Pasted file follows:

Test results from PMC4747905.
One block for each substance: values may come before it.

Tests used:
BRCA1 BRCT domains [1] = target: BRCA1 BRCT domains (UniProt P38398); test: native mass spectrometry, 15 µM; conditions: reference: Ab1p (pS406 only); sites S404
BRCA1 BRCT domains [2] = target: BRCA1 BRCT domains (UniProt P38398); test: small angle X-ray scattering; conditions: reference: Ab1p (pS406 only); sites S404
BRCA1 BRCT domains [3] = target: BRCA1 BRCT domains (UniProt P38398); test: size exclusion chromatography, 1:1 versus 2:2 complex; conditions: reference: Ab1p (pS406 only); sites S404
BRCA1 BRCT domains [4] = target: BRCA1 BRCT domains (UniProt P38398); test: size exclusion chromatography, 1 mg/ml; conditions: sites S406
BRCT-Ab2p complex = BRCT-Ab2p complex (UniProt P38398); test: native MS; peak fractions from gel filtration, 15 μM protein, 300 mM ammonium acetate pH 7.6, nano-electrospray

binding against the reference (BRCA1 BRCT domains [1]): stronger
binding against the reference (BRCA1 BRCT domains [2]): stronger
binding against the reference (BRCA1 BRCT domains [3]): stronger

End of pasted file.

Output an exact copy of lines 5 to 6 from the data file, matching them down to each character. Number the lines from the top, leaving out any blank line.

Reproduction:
BRCA1 BRCT domains [2] = target: BRCA1 BRCT domains (UniProt P38398); test: small angle X-ray scattering; conditions: reference: Ab1p (pS406 only); sites S404
BRCA1 BRCT domains [3] = target: BRCA1 BRCT domains (UniProt P38398); test: size exclusion chromatography, 1:1 versus 2:2 complex; conditions: reference: Ab1p (pS406 only); sites S404